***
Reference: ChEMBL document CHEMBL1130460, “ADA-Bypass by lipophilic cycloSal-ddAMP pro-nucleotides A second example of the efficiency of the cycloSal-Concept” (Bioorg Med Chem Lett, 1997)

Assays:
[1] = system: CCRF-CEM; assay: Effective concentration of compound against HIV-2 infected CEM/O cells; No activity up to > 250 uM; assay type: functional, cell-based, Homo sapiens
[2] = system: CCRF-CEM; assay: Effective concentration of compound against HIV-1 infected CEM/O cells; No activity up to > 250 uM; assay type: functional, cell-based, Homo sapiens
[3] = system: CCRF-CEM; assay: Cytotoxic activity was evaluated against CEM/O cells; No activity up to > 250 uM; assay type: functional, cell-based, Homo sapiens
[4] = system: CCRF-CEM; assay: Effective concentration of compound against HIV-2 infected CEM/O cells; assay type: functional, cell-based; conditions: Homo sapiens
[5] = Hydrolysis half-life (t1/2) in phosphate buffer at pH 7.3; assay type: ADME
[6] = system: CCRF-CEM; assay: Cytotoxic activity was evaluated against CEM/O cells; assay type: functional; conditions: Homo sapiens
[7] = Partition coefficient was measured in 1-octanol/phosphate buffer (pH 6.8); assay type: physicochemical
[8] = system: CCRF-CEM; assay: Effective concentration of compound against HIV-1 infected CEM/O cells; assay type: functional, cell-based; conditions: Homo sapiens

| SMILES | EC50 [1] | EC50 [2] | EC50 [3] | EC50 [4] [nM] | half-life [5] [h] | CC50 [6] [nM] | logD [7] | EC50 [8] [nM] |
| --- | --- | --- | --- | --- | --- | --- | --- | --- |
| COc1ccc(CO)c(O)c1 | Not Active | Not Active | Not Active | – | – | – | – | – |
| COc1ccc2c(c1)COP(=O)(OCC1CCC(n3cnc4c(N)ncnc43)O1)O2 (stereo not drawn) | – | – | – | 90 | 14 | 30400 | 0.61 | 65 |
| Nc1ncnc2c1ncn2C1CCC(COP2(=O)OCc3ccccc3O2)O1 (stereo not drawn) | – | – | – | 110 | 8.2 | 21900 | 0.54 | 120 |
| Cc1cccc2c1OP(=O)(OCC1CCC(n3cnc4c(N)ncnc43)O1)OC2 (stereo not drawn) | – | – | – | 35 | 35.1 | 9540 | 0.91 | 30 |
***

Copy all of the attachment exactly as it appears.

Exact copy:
Reference: ChEMBL document CHEMBL1130460, “ADA-Bypass by lipophilic cycloSal-ddAMP pro-nucleotides A second example of the efficiency of the cycloSal-Concept” (Bioorg Med Chem Lett, 1997)

Assays:
[1] = system: CCRF-CEM; assay: Effective concentration of compound against HIV-2 infected CEM/O cells; No activity up to > 250 uM; assay type: functional, cell-based, Homo sapiens
[2] = system: CCRF-CEM; assay: Effective concentration of compound against HIV-1 infected CEM/O cells; No activity up to > 250 uM; assay type: functional, cell-based, Homo sapiens
[3] = system: CCRF-CEM; assay: Cytotoxic activity was evaluated against CEM/O cells; No activity up to > 250 uM; assay type: functional, cell-based, Homo sapiens
[4] = system: CCRF-CEM; assay: Effective concentration of compound against HIV-2 infected CEM/O cells; assay type: functional, cell-based; conditions: Homo sapiens
[5] = Hydrolysis half-life (t1/2) in phosphate buffer at pH 7.3; assay type: ADME
[6] = system: CCRF-CEM; assay: Cytotoxic activity was evaluated against CEM/O cells; assay type: functional; conditions: Homo sapiens
[7] = Partition coefficient was measured in 1-octanol/phosphate buffer (pH 6.8); assay type: physicochemical
[8] = system: CCRF-CEM; assay: Effective concentration of compound against HIV-1 infected CEM/O cells; assay type: functional, cell-based; conditions: Homo sapiens

| SMILES | EC50 [1] | EC50 [2] | EC50 [3] | EC50 [4] [nM] | half-life [5] [h] | CC50 [6] [nM] | logD [7] | EC50 [8] [nM] |
| --- | --- | --- | --- | --- | --- | --- | --- | --- |
| COc1ccc(CO)c(O)c1 | Not Active | Not Active | Not Active | – | – | – | – | – |
| COc1ccc2c(c1)COP(=O)(OCC1CCC(n3cnc4c(N)ncnc43)O1)O2 (stereo not drawn) | – | – | – | 90 | 14 | 30400 | 0.61 | 65 |
| Nc1ncnc2c1ncn2C1CCC(COP2(=O)OCc3ccccc3O2)O1 (stereo not drawn) | – | – | – | 110 | 8.2 | 21900 | 0.54 | 120 |
| Cc1cccc2c1OP(=O)(OCC1CCC(n3cnc4c(N)ncnc43)O1)OC2 (stereo not drawn) | – | – | – | 35 | 35.1 | 9540 | 0.91 | 30 |